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Thursday, March 20, 2014

Debt harassment is illegal: Don’t let creditors victimize you!

By Jason Steinhook Debt Harassment is Illegal-Don’t Let Creditors Victimize You!
Debt harassment is a crime
Debtors have rights under the FDCPA

Debt can easily become your best friend or your worst enemy. If used correctly, it will allow you to make important purchases during a time when your money is not available. This is especially helpful during emergencies.

Unfortunately, many of us have found ourselves in trouble when it comes to debt. The bills keep coming and interest keeps accruing until it seems like there is no end in sight. Handling this situation is tricky, but there’s a right way and a wrong way to do it.

Don’t ignore the situation 

You should never assume that a debt problem will go away if you don’t give it attention. When you find yourself with debt that you’re having trouble paying back, you must act before things escalate

Contact your creditor  

The best thing you can do is contact your creditor. Let them know that you’re having trouble making the payments, but that you are willing to work with them to come to a solution.  

Most of the time, your creditor will be very receptive to this. They know it is in their best interest to find a way that will allow you to pay your debt to them.

Dealing with a collection agency 

If contacting your creditor doesn’t work, they will eventually hand over your debt to a collection agency. It’s usually not a pleasant experience to deal with these companies. They are known to call continuously in order to get you to pay them.

Luckily, you have rights in this scenario. The Fair Debt Collection Practices Act, or FDCPA, states that collectors must stop attempting to contact you once they receive a written request.

When you write this request, make three copies. One should be sent to the collection agency, one should be for your personal records, and the other should go to this address:

Federal Trade Commission
6th & Pennsylvania Ave.,
NW, Washington, FC 20850

If they have broken any laws in their previous attempts to collect the debt, make sure to note that in the letter. Once it is received, they may contact you once more to let you know that they have received the letter. At this point, they will inform you whether they intend to stop pursuing the matter or sue you.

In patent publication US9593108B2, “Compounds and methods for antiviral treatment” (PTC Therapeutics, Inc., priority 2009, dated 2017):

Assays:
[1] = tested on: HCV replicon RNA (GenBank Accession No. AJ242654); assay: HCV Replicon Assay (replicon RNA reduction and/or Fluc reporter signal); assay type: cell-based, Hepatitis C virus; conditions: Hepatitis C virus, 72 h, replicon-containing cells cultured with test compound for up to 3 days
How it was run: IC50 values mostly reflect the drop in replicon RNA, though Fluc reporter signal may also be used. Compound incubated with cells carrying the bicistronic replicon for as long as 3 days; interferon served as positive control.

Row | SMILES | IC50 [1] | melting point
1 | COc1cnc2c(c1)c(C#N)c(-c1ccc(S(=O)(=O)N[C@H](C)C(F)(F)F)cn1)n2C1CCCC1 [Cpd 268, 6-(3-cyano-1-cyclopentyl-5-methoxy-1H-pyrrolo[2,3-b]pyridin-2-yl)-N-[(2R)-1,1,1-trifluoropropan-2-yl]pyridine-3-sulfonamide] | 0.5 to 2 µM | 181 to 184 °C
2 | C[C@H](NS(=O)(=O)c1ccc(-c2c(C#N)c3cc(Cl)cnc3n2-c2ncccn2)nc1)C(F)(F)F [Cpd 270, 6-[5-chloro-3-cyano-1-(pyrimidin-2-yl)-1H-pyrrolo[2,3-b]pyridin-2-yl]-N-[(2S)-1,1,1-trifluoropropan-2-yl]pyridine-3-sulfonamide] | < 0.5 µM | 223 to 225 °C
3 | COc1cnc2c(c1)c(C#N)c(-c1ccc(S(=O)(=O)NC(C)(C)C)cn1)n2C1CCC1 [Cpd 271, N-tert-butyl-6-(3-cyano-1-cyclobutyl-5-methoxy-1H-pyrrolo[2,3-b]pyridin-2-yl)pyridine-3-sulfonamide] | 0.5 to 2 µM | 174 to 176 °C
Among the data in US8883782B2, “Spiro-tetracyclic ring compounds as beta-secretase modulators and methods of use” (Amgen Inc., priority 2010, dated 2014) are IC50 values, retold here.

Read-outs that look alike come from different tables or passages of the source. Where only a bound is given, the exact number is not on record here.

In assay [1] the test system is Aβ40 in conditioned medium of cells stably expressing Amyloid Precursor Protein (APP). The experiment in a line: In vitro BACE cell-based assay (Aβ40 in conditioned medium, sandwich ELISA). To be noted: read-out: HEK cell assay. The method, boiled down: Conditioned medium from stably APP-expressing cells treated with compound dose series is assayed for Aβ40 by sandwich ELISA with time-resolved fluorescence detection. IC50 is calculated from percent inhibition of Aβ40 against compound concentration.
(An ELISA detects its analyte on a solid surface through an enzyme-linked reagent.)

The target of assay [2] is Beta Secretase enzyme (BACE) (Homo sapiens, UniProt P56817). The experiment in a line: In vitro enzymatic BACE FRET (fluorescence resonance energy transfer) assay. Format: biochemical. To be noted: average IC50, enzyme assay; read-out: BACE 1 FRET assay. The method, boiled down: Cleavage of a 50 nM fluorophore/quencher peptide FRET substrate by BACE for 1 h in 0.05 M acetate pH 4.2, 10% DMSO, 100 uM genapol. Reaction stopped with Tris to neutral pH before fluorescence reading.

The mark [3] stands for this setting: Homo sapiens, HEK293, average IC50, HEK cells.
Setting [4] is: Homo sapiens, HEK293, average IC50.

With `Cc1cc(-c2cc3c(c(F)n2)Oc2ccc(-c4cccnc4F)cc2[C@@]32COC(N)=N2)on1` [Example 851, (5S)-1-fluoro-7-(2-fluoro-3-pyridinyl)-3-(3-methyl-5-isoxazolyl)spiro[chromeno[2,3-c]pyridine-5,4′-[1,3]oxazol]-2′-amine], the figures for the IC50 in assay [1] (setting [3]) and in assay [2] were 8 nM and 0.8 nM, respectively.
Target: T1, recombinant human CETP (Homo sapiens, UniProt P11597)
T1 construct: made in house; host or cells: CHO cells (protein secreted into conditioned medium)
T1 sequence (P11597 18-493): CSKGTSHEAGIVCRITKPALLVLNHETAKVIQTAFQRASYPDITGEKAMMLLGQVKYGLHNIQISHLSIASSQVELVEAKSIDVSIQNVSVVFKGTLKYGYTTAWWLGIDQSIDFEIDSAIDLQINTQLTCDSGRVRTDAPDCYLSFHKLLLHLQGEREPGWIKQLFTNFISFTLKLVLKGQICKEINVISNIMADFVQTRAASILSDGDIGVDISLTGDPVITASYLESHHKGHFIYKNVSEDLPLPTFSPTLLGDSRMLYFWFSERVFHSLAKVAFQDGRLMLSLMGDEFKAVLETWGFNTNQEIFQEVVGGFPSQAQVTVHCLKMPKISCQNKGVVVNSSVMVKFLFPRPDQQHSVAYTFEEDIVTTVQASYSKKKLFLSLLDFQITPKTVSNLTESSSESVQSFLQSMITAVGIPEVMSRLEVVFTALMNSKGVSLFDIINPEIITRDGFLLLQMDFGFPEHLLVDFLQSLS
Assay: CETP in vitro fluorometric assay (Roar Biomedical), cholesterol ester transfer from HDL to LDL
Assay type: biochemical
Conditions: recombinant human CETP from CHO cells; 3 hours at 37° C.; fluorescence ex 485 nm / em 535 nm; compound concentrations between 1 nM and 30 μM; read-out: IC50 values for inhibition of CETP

When further action is necessary


If the collection agency doesn’t stop after receiving the letter, it’s time to involve a debt harassment lawyer. Unfortunately, this won’t be cheap, but it’s worth the cost.

According to this debt harassment lawyer, usually all it takes is one more letter – this one from the attorney – requesting the collection agency to stop the harassment. If that doesn’t do the trick, the debt harassment lawyer can help you make claims under the FDCPA.

The lawyer will most likely send one more letter asking the collection agency to stop. Generally this will be enough to resolve the situation. If it’s not the lawyer will help you make any claims under the FDCPA.

Another option is filing bankruptcy. A collector must then attempt to receive permission from the bankruptcy court to contact you. You should only use this option as a last resort, however. This will affect your credit for up to 9 years, and you can most likely stop debt harassment with less dire actions. 
 

Stand up for yourself


Debt is a great tool that can easily turn into a burden. When it becomes an issue, many people are tempted to bury their heads in the sand, but it’s best when you stand up for yourself and face the problem head on. Remember to contact the creditor first. If you have to deal with a collection agency, know your rights, and use them.

About the author: Jason Steinhook works for a debt harassment lawyer. He is often frustrated when clients contact him for services – no one should be victimized by overzealous creditors! 

Image license: StacieBee, CC BY-NC-SA 2.0